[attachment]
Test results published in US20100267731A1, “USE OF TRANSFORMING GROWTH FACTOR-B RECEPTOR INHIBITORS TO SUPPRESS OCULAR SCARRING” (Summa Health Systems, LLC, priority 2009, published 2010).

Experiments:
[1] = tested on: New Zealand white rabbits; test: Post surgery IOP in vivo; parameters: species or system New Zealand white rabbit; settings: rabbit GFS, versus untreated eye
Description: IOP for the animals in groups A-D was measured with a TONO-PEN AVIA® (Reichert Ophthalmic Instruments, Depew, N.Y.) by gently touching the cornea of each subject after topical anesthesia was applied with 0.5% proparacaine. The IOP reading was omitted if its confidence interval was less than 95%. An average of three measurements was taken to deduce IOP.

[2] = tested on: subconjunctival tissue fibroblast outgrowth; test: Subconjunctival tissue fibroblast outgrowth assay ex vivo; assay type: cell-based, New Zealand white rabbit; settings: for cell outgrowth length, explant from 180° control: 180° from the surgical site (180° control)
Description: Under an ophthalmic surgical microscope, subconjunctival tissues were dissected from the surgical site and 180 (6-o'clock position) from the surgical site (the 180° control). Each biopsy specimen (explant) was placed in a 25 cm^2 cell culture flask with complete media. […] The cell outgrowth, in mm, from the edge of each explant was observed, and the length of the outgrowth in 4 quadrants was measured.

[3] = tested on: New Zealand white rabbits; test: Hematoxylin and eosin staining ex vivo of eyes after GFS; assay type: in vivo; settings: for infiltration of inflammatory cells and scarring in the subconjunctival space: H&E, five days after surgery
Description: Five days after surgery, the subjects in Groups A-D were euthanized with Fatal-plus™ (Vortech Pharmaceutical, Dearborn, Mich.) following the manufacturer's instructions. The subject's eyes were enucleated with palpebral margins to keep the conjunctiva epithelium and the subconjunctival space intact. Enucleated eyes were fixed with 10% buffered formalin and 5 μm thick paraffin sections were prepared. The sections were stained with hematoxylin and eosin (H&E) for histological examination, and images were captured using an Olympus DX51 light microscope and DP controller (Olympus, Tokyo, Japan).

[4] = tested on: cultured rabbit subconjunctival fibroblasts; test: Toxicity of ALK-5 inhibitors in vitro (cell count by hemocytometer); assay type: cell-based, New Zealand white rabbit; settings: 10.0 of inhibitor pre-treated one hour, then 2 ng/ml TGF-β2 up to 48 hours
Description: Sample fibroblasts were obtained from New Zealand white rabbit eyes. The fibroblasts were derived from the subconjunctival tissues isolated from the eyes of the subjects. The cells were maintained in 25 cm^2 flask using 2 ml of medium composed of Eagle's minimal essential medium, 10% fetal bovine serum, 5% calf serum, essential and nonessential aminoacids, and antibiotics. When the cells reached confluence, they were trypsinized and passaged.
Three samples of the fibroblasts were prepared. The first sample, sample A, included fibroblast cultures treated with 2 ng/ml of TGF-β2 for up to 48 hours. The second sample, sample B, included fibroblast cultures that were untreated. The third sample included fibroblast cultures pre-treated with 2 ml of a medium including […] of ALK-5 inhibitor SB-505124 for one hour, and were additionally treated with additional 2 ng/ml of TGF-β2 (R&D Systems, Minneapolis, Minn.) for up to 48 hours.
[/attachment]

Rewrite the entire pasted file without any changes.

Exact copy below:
Test results published in US20100267731A1, “USE OF TRANSFORMING GROWTH FACTOR-B RECEPTOR INHIBITORS TO SUPPRESS OCULAR SCARRING” (Summa Health Systems, LLC, priority 2009, published 2010).

Experiments:
[1] = tested on: New Zealand white rabbits; test: Post surgery IOP in vivo; parameters: species or system New Zealand white rabbit; settings: rabbit GFS, versus untreated eye
Description: IOP for the animals in groups A-D was measured with a TONO-PEN AVIA® (Reichert Ophthalmic Instruments, Depew, N.Y.) by gently touching the cornea of each subject after topical anesthesia was applied with 0.5% proparacaine. The IOP reading was omitted if its confidence interval was less than 95%. An average of three measurements was taken to deduce IOP.

[2] = tested on: subconjunctival tissue fibroblast outgrowth; test: Subconjunctival tissue fibroblast outgrowth assay ex vivo; assay type: cell-based, New Zealand white rabbit; settings: for cell outgrowth length, explant from 180° control: 180° from the surgical site (180° control)
Description: Under an ophthalmic surgical microscope, subconjunctival tissues were dissected from the surgical site and 180 (6-o'clock position) from the surgical site (the 180° control). Each biopsy specimen (explant) was placed in a 25 cm^2 cell culture flask with complete media. […] The cell outgrowth, in mm, from the edge of each explant was observed, and the length of the outgrowth in 4 quadrants was measured.

[3] = tested on: New Zealand white rabbits; test: Hematoxylin and eosin staining ex vivo of eyes after GFS; assay type: in vivo; settings: for infiltration of inflammatory cells and scarring in the subconjunctival space: H&E, five days after surgery
Description: Five days after surgery, the subjects in Groups A-D were euthanized with Fatal-plus™ (Vortech Pharmaceutical, Dearborn, Mich.) following the manufacturer's instructions. The subject's eyes were enucleated with palpebral margins to keep the conjunctiva epithelium and the subconjunctival space intact. Enucleated eyes were fixed with 10% buffered formalin and 5 μm thick paraffin sections were prepared. The sections were stained with hematoxylin and eosin (H&E) for histological examination, and images were captured using an Olympus DX51 light microscope and DP controller (Olympus, Tokyo, Japan).

[4] = tested on: cultured rabbit subconjunctival fibroblasts; test: Toxicity of ALK-5 inhibitors in vitro (cell count by hemocytometer); assay type: cell-based, New Zealand white rabbit; settings: 10.0 of inhibitor pre-treated one hour, then 2 ng/ml TGF-β2 up to 48 hours
Description: Sample fibroblasts were obtained from New Zealand white rabbit eyes. The fibroblasts were derived from the subconjunctival tissues isolated from the eyes of the subjects. The cells were maintained in 25 cm^2 flask using 2 ml of medium composed of Eagle's minimal essential medium, 10% fetal bovine serum, 5% calf serum, essential and nonessential aminoacids, and antibiotics. When the cells reached confluence, they were trypsinized and passaged.
Three samples of the fibroblasts were prepared. The first sample, sample A, included fibroblast cultures treated with 2 ng/ml of TGF-β2 for up to 48 hours. The second sample, sample B, included fibroblast cultures that were untreated. The third sample included fibroblast cultures pre-treated with 2 ml of a medium including […] of ALK-5 inhibitor SB-505124 for one hour, and were additionally treated with additional 2 ng/ml of TGF-β2 (R&D Systems, Minneapolis, Minn.) for up to 48 hours.